A Soothing Trip to the Ethereal Yokosuka Museum of Art

It takes a few trains to travel from Tokyo to the Port of Yokosuka, and then to the Yokosuka Museum of Art by the sea. The museum is almost transparent and seems to melt into its surroundings in perfect harmony, making it equally captivating inside and out. Suspended between sky and sea in the form of a giant glass box, the museum is like a gift from the heavens – you can dream away and listen to time in this beautiful, soothing space.

Yokosuka

Things to Do

 

※Article by commissioned writer

Summer is long gone, yet summer dreams are timeless.

Japan has a great variety of art museums, and many are worth spending time to visit. Both public and private institutions are well-designed and managed.

The Yokosuka Museum of Art in Yokosuka, Kanagawa is one of the best places to visit near Tokyo in the summertime. It is particularly popular among Taiwanese tourists, having been mentioned in the book "Utopia Museum" by Lee Ching-Chih a few years ago. The sight of the museum blending in with the sea and sky graced the book cover, luring readers to go and see it with their own eyes.

While going to an art museum is usually an indoor activity, it is better to visit Yokosuka Museum of Art on a sunny day to fully appreciate the visual feast. It takes some time to travel there from Tokyo; you can take the JR Yokosuka Line to Yokosuka Station or the Keikyu Main Line to Maborikaigan Station.

Stepping out at Maborikaigan, you will be greeted by the sun shining high in the crystal clear sky, along with the gentle sea breeze. To reach the museum, transfer to a bus, where along the way you can admire the scenic coastal view. Faraway warships are visible against the blue ocean and sky, as the Port of Yokosuka is a famous naval port. This was where the "Black Ships" of Commodore Perry arrived to force the Japanese government to open its ports, putting an end to the 260-year-old Edo Period.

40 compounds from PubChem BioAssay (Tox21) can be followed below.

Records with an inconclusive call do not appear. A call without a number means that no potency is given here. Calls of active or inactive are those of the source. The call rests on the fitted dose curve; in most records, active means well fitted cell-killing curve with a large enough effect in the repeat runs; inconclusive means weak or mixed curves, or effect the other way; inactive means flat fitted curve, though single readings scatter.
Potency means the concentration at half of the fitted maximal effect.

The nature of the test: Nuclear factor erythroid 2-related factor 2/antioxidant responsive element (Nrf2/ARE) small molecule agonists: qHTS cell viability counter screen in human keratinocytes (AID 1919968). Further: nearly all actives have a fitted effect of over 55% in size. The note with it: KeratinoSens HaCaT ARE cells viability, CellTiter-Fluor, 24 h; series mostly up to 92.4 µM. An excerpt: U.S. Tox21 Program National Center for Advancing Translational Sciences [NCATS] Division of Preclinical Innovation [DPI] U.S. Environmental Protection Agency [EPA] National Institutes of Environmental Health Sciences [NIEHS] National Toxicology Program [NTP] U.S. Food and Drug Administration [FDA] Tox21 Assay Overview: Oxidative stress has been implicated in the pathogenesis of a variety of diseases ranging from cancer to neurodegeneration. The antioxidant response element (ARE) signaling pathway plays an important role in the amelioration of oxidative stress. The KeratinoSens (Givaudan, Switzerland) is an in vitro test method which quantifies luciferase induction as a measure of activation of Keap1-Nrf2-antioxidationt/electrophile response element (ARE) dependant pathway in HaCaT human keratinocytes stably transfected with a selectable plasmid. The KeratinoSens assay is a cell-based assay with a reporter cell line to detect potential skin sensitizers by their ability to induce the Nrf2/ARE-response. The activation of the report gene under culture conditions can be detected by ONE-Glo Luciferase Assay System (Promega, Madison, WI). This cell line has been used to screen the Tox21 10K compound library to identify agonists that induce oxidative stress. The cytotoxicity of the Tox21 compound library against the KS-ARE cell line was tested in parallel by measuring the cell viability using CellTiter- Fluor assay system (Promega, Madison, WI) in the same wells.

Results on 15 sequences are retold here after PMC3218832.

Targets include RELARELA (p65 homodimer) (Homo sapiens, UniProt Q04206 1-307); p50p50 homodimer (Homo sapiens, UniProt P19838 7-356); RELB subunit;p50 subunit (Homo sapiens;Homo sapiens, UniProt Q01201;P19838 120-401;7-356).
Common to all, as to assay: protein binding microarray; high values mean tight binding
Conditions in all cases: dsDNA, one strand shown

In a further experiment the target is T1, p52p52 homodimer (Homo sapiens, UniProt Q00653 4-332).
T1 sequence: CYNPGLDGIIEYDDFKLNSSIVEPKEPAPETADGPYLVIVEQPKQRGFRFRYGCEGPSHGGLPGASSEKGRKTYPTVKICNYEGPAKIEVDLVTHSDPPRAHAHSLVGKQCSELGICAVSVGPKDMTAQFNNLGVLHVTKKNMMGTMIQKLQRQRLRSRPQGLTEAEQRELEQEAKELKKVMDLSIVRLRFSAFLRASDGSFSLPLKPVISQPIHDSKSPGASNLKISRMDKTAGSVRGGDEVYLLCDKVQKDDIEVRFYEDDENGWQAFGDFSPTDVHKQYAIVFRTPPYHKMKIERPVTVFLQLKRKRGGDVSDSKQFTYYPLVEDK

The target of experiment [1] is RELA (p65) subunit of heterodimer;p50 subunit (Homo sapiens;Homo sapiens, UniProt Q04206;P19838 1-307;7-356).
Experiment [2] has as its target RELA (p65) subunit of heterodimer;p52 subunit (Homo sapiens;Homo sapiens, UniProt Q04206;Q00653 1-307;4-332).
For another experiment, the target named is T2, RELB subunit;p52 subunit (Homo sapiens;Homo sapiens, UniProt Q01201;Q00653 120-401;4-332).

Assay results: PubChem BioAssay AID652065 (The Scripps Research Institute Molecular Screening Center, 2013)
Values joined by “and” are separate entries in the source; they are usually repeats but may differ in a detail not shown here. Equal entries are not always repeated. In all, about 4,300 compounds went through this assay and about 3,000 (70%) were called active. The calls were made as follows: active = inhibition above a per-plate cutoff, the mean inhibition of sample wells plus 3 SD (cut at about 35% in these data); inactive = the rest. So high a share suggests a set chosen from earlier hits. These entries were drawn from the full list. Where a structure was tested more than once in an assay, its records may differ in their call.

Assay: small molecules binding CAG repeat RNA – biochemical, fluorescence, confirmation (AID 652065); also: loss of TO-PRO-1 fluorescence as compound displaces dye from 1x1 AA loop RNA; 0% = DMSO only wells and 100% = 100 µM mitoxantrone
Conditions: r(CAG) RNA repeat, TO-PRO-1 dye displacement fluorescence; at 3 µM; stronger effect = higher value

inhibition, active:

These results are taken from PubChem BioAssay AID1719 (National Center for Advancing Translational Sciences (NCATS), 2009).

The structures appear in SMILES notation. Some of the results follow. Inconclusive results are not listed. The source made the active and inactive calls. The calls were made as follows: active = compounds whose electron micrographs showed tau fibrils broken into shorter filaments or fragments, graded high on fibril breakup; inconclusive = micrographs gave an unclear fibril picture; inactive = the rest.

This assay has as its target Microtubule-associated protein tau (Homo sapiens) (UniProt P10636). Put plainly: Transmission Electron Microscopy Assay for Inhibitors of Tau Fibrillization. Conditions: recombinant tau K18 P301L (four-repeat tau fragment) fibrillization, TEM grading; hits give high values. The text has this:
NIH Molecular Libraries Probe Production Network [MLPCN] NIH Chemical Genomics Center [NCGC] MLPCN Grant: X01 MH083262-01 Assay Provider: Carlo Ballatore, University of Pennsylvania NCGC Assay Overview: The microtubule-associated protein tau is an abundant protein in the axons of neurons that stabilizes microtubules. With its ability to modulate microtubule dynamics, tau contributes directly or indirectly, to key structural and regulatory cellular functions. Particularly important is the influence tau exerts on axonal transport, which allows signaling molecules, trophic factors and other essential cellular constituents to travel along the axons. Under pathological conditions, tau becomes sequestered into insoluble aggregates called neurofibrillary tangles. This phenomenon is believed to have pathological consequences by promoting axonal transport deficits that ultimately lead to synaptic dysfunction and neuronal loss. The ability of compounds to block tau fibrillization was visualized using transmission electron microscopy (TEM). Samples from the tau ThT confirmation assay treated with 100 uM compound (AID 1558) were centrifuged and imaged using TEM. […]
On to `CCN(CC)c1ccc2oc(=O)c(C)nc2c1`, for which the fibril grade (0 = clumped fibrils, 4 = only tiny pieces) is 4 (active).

The Yokosuka Museum of Art is located in Kannonzaki Park, home to the first-ever Western-style lighthouse in Japan. The museum was built to commemorate the 100th anniversary of the City of Yokosuka. The way the building appears as one with the environment is nothing short of magnificent, and no photo can do it justice.

The interior of the museum is connected with the outside world via glass walls, creating a spaciousness that allows visitors to admire the exhibits and scenery from all sides. Its rectangular shape is similar to the 21st Century Museum of Contemporary Art in Kanazawa, although the latter is a bright white box whereas the Yokosuka Museum dissolves into its surroundings.

Much of Yokosuka Museum of Art is actually underground, as if it were an earth-dwelling animal stealing a peek at the world and the ocean up here. The museum might appear to be a modern architectural piece at first glance, but on closer inspection, you will find that traditional Japanese aesthetics are well-integrated into the design.

Inside the museum, there is an excellent Italian restaurant named ACQUA MARE, where guests can savor delicious food with a sea view. Signature dishes include seafood pasta and pizza. You can even hear the waves if you dine in the outdoor area, although during the summer it would be cooler to stay indoors.

By visiting various art museums in the country, you can come to appreciate the Japanese people's creativity and understanding of spatial design. An art museum is more than just a place to hold art exhibitions; it should be a form of art itself, independent from the flow of time, so that visitors might fully immerse themselves into the space and be impressed by its beauty.

If there is an art museum in heaven, Yokosuka Museum of Art might be built in its image. Relax, daydream and listen to the stream of time trickling by – it will be a wonderfully soothing experience you will never forget.


If you want to give feedback on any of our articles, you have an idea that you'd really like to see come to life, or you just have a question on Japan, hit us up on our FacebookTwitter, or Instagram!

The information in this article is accurate at the time of publication.

Restaurant Search